From Indian Summer: The Secret History of the End of an Emperor, by Alex von Tunzelmann (Picador, 2008), pp. 221-225:
Each of the 565 princely states in India had a separate agreement with the government, ensuring the paramountcy of the British Crown over its affairs. It had taken centuries to bring the states under paramountcy, and many still operated through arcane systems of government and society. It was the boast of the empire’s supporters that the reassuring eminence of the Indian civil service, staffed almost entirely with public-school-educated British men, kept things on track. Some thought this the pinnacle of British achievement, allowing the states their freedom of cultural diversity while tempering the worst excesses of absolute rule. The idea was to leave rulers as independent as possible; in case of trouble, for the British to offer the ruler in question “private counsel”; and, should that not fix the trouble, to intervene. In the event of gross totalitarianism or outright rebellion, the British raj would remove the individual prince who had proved to be a bad egg, install a more responsible scion of his family and leave the dynasty intact.
Unfortunately, this appealing portrait of a smooth, tolerant and accountable system was a fiction. In reality, the British presence in India was relatively small and unable to keep watch over so many princes. The notion that the “British race” had a monopoly on freedom and democracy was unsupportable with regard to the lengthy traditions of public debate, heterogeneous government and freedom of conscience that had existed for centuries in the Indias of Asoka and Akbar. If anything, the presence of the British damaged these traditions and actually safeguarded the princes from any new incursion of democracy. The British army was always on hand to give succor to each imperiled tyrant and stamp out any attempts by the people to express their discontent. As one staunch imperialist boasted, the princes had been “mostly rescued from imminent destruction by British protection.” And so imperialists were able to perfect a classic piece of doublethink: railing against what they called “Oriental despotism” on one hand, while propping it up with the other.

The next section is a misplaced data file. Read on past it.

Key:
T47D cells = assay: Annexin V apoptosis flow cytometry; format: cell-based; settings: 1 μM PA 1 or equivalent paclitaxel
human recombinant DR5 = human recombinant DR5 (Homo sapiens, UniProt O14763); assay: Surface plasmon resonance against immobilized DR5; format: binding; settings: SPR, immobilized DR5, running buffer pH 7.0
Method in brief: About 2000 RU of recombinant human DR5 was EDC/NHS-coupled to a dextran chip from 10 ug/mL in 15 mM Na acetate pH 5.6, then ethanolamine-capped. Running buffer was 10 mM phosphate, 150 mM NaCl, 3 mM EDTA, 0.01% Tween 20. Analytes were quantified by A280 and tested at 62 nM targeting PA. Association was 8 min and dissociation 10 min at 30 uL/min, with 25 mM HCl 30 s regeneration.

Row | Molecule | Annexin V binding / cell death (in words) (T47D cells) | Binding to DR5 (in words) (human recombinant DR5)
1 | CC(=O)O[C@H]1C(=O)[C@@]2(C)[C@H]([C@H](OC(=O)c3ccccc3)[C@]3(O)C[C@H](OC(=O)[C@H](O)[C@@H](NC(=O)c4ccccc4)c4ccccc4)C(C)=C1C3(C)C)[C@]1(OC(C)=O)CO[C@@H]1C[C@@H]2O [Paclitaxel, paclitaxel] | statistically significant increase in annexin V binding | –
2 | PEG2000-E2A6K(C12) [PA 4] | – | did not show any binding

Even the illiberal Lord Curzon had been appalled by the standard of princely behavior during his viceroyalty, half a century before. he had written to Queen Victoria: “For all these failures we are responsible. We have allowed the chiefs when young to fall into bad hands. We have condoned their extravagances, we have worked at their vices.” … “As Your Majesty knows,” he added, “the Maharaja Holkar is half mad and is addicted to horrible vices.” This last was a particularly pointed comment—Victoria liked Holkar, because he had once sent her a telegram on her birthday—though “half mad” underestimated his insanity by around 50 percent. He would stand at a high window overlooking his subjects and issue random edicts as they popped into his head, once ordering the abduction of every man wearing a black coat. Once, he harnessed the bankers of Indore to a state coach and whipped them soundly as he drove them around the city.
During his tour of India in 1921, the young Dickie Mountbatten had admired the princely states but was shocked by their inequality. In Udaipur, he wondered at the habit of feeding pigs when people were starving, an injustice that prompted him to note, “There are times when I do sympathize with the Bolsheviks.” Princely excesses were common in states where the vast majority of people were destitute. The Jam Sahib of Nawanagar had 157 cars and a wife with 1,700 saris. The Nawab of Junagadh spent twenty-one thousand pounds on a wedding for two of his dogs. The Maharaja of Patiala moved into London’s Savoy Hotel, occupying all thirty-five suites on the fifth floor, and ordered that three thousand fresh roses be brought to decorate his rooms every day. Visitors to the miserly Nizam of Hyderabad would have seen that he used what looked like a crumpled ball of old newspaper as a paperweight—little suspecting that wrapped in it was the 185-carat Jacob Diamond, twice the size of the Koh-i-Noor. The Gaekwar of Baroda’s second wife, Sita Devi, earned herself the nickname “India’s Wallis Simpson” when she plundered the state treasury to finance her jewelry habit. Sita Devi made away to Switzerland with untold riches, including the incomparable Baroda pearl carpet. This remarkable object measured six feet by seven and a half feet, and was made up of 1.4 million pearls, 2,520 rose-cut diamonds and hundreds of emeralds and rubies, embroidered onto deerskin and silk in delicate arabesques….
These are some of the grosser examples of princely behavior and should not be taken as a slander against every individual prince. Some among them were men and women of great intelligence, ability and compassion. A Gaekwar of Baroda introduced the first free, compulsory education in India in 1894. A Maharaja of Travancore introduced progressive land reforms in the early 1880s. One turn-of-the-century Maharaja of Cochin was greatly admired for his modernizing legal reforms—though he became so frustrated at the complacency of his British patrons that he abdicated in 1914. But the existence of a few commendable examples does not vindicate the system. The reason that the Indian princely states were uniquely badly ruled was the very fact of British protection. Aside from their consciences, the princes had no incentive to govern well. Foreign invaders would be dealt with, domestic challenges neutered and the ravening mob readily suppressed, all by the might of the British Indian army.
UPDATE: The blogger at Blood & Treasure comments that this sounds like “a sort of best case scenario for Afghanistan”!